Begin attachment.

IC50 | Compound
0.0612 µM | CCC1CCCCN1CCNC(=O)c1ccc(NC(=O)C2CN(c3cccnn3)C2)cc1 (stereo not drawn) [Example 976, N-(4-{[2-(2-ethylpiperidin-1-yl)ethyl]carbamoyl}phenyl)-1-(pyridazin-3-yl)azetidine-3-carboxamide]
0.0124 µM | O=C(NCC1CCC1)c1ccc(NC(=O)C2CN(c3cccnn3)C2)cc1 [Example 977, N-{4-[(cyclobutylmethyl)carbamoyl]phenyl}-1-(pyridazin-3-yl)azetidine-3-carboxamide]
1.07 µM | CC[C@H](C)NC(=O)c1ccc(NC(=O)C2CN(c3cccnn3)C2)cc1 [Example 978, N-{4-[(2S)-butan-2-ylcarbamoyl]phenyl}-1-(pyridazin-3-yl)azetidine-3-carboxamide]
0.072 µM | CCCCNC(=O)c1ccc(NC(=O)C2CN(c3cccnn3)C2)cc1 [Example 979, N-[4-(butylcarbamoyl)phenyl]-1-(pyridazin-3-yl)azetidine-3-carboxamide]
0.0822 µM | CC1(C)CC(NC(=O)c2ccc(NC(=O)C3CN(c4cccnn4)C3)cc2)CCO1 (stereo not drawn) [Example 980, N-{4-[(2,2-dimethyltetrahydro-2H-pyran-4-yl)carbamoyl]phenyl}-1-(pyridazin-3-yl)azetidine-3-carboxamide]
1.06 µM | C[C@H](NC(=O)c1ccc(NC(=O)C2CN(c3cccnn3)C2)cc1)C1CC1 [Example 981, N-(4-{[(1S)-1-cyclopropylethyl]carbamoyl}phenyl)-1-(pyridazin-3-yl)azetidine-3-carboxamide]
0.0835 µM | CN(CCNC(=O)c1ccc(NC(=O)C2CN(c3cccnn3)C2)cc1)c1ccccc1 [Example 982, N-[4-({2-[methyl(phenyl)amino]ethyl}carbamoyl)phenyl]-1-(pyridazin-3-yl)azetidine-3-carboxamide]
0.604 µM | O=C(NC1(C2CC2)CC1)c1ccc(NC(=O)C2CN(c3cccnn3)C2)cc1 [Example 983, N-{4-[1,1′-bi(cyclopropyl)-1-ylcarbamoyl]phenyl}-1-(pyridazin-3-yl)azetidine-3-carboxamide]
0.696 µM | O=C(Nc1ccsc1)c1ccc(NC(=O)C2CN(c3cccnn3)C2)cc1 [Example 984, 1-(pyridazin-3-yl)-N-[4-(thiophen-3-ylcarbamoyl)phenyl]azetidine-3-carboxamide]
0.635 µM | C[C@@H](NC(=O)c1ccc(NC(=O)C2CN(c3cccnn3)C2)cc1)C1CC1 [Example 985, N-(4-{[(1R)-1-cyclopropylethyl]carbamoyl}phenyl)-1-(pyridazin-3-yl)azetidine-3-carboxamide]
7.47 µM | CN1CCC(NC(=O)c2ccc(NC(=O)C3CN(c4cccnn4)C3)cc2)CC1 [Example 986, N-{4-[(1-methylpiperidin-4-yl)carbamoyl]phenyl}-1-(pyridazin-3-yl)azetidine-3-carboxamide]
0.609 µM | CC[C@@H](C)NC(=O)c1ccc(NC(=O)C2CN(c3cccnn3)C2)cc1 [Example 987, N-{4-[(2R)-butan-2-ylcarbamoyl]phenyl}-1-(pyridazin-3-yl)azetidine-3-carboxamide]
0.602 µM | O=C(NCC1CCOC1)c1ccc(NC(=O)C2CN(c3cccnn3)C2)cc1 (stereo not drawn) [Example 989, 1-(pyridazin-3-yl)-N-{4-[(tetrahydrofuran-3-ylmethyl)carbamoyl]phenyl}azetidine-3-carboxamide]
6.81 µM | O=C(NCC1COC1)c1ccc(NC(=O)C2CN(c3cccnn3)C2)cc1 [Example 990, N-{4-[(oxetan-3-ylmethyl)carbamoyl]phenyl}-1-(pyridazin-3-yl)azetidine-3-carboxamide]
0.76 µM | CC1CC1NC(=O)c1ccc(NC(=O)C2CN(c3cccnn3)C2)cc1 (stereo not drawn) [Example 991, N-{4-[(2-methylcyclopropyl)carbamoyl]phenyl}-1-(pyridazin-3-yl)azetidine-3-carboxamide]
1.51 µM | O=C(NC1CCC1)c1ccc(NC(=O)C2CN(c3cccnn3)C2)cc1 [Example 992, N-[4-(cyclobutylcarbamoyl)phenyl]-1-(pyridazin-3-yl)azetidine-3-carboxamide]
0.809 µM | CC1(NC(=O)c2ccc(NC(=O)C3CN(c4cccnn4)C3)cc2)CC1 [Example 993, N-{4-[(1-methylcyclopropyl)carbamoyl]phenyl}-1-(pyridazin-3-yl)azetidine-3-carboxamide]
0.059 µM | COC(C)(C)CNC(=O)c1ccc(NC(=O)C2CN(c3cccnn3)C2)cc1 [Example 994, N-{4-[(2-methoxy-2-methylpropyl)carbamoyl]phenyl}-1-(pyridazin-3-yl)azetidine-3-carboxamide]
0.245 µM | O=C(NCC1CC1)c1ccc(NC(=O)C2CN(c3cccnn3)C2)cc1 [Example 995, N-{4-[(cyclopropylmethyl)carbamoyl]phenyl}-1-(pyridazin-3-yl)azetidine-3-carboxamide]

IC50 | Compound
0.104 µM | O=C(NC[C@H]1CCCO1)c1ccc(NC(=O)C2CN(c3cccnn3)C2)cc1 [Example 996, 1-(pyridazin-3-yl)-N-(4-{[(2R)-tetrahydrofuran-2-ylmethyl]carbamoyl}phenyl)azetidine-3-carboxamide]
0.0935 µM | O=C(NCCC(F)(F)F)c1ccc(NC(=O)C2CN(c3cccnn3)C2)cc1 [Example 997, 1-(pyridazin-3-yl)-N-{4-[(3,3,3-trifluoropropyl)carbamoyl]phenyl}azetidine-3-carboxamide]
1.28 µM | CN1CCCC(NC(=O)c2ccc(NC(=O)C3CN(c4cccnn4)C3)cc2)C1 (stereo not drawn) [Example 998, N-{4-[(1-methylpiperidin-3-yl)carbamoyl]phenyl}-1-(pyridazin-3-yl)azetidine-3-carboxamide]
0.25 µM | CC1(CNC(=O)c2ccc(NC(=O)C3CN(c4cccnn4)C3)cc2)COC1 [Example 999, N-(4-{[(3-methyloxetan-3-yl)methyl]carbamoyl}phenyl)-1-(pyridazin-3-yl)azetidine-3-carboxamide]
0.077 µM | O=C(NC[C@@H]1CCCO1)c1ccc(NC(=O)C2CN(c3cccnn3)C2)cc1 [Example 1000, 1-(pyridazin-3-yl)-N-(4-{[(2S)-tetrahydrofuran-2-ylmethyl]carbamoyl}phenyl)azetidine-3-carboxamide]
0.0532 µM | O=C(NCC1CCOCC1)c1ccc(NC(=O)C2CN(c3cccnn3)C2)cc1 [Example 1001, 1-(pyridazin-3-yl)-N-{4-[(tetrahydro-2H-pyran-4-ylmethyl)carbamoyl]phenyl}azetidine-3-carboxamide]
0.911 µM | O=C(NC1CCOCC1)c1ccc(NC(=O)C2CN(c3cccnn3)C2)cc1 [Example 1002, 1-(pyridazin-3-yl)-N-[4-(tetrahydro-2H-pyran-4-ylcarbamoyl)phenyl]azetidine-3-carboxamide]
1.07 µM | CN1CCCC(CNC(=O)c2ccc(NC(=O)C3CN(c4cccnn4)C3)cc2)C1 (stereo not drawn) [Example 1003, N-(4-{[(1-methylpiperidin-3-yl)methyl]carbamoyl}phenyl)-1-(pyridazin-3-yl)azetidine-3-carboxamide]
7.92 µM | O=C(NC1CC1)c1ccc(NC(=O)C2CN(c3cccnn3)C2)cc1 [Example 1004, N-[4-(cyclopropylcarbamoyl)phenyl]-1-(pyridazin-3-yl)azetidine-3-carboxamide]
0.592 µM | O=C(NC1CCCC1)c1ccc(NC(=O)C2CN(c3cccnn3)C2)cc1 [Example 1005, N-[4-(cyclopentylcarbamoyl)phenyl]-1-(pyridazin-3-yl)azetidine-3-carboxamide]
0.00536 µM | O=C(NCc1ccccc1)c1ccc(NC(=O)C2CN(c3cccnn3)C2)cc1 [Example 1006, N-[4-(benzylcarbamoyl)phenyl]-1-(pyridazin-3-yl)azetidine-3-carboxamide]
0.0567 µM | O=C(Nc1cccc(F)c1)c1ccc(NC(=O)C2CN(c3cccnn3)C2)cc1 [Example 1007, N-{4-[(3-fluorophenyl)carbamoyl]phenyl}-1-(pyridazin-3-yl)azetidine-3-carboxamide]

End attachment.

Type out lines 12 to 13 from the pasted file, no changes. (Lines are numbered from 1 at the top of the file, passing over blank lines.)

7.47 µM | CN1CCC(NC(=O)c2ccc(NC(=O)C3CN(c4cccnn4)C3)cc2)CC1 [Example 986, N-{4-[(1-methylpiperidin-4-yl)carbamoyl]phenyl}-1-(pyridazin-3-yl)azetidine-3-carboxamide]
0.609 µM | CC[C@@H](C)NC(=O)c1ccc(NC(=O)C2CN(c3cccnn3)C2)cc1 [Example 987, N-{4-[(2R)-butan-2-ylcarbamoyl]phenyl}-1-(pyridazin-3-yl)azetidine-3-carboxamide]